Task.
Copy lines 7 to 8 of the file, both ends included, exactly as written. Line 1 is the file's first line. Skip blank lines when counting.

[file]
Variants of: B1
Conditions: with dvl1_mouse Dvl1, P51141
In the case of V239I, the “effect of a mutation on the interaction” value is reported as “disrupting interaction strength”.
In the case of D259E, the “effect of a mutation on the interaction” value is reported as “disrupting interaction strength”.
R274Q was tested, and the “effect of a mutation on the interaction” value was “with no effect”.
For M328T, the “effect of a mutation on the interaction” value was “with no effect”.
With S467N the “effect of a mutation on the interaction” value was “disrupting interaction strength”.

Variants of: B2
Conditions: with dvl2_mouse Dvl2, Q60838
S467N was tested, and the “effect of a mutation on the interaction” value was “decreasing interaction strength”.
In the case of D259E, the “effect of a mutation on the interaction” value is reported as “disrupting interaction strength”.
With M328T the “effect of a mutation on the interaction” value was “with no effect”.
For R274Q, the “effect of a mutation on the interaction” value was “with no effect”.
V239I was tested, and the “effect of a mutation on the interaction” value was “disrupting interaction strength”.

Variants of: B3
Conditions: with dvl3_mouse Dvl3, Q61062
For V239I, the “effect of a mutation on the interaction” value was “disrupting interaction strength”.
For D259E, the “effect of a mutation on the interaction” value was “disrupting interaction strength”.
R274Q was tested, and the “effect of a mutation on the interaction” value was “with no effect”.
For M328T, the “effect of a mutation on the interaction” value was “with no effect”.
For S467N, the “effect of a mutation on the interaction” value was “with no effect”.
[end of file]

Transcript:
With S467N the “effect of a mutation on the interaction” value was “disrupting interaction strength”.

Variants of: B2